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How The Rise Of White Identity Politics Explains The Fight Over Critical Race Theory

Critical race theory is quickly becoming the Republican Party’s favorite culture-war cudgel.

From April to mid-July, Fox News mentioned it nearly 2,000 times, per Media Matters, a left-leaning media watchdog that tracks right-leaning media outlets. In fact, since February, mentions of the theory have more than doubled month-over-month on Fox News with prominent Republicans, including former President Donald Trump, former Vice President Mike Pence, Florida Gov. Ron DeSantis and Sen. Ted Cruz, all railing against it.        

The attacks aren’t merely rhetorical, either. According to a July report from the Brookings Institute, eight states (Idaho, Oklahoma, Tennessee, Texas, Iowa, New Hampshire, Arizona and South Carolina) have passed laws banning critical race theory-related content from being taught in schools. Similar legislation has been introduced in over a dozen other state capitols.

Few Americans can define what critical race theory actually is — an academic framework that originated among legal scholars in the 1970s to help explain how racism permeates American institutions — but it’s not surprising that it has emerged as a bogeyman on the political right. Increasingly, the Republican base is politically animated by white racial grievances, which is a major reason why misrepresentations of critical race theory — “every white person is racist” or “certain children are inherently bad people because of their skin color” — have found such a receptive audience. After all, many of the same grievances helped fuel Trump’s rise.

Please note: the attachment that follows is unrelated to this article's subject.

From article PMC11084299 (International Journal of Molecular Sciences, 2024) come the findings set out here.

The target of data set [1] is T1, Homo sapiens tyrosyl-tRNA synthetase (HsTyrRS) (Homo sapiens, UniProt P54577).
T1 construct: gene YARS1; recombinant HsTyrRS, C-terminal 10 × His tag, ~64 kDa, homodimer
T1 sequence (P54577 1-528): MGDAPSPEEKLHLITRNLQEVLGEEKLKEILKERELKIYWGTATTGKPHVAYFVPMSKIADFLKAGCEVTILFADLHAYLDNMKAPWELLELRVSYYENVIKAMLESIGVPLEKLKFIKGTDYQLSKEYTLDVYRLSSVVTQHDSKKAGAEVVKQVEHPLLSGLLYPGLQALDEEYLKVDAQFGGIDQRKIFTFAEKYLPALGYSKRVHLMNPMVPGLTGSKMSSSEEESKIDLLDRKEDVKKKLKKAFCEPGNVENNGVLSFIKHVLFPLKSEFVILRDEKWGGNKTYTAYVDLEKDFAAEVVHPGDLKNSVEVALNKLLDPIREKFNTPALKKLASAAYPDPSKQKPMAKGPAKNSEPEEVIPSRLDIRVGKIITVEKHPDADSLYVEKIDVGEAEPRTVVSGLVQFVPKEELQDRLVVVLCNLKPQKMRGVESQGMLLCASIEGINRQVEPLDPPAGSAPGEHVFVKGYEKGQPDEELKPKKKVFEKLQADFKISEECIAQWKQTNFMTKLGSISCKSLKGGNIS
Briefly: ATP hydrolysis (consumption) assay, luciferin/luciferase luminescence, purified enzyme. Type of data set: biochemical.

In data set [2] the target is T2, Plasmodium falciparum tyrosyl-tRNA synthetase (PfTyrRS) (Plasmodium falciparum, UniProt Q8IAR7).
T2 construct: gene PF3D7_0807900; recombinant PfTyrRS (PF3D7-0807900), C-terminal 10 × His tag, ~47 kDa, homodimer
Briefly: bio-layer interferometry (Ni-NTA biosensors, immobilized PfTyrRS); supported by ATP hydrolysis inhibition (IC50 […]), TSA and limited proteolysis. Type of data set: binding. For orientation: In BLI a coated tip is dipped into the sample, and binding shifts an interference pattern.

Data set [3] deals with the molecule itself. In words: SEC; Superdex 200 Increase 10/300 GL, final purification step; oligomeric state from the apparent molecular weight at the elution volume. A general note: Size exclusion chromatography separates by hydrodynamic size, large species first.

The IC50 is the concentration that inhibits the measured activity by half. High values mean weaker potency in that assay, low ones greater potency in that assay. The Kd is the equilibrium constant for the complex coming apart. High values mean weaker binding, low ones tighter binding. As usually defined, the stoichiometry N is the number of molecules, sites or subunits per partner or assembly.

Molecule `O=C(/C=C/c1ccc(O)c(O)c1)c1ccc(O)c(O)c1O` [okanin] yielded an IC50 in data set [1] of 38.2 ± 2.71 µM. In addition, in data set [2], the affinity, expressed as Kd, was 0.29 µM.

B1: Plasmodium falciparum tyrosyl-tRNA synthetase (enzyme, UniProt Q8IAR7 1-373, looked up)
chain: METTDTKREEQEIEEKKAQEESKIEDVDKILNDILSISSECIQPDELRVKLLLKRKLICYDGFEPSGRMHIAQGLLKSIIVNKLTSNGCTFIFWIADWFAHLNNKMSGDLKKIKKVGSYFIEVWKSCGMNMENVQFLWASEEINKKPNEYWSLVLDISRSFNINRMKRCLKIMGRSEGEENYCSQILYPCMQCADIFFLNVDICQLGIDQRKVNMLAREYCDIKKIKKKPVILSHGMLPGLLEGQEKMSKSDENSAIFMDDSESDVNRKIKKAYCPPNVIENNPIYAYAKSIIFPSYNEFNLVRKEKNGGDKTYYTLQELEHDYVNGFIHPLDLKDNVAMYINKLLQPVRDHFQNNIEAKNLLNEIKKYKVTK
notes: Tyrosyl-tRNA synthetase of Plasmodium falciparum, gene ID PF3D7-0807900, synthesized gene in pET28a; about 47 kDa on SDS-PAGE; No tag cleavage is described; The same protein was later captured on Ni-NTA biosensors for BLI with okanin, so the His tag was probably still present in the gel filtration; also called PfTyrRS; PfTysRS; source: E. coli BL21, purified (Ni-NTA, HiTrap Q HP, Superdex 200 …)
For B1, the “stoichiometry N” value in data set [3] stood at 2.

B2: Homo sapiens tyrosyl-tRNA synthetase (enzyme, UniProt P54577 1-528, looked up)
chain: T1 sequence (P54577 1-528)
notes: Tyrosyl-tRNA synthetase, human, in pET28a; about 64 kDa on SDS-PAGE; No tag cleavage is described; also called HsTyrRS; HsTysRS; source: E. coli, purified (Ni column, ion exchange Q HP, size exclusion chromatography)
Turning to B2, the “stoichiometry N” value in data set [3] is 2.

From the earliest days of his 2016 presidential campaign, Trump’s support has been most heavily concentrated among white Americans who think they face significant racial discrimination. In fact, perceived anti-white discrimination powerfully predicted voter preferences in the 2016 general election. One survey conducted shortly after the election found Trump voters were over four times more likely than Clinton voters to say white Americans face “a lot” of discrimination (45 percent versus 10 percent, respectively); other polls also consistently showed that Republicans and Trump’s 2016 supporters saw racial discrimination against white people as a bigger problem than unfair treatment of racial and ethnic minorities in American society. Those views have only grown more pronounced in Republican politics. 

For example, the chart below, which draws on data from the American National Election Studies, shows that support for the Republican presidential candidate has steadily grown by 12-to-15 percentage points since 2012 among white Americans who think there’s at least a moderate amount of anti-white discrimination in the U.S.

Meanwhile, the reverse is true among white Americans who don’t think there’s much anti-white discrimination: Support for the Republican presidential candidate has steadily dropped. The same pattern holds even after accounting for several factors that are also strongly correlated with presidential vote choice, such as partisanship, ideology and racial resentment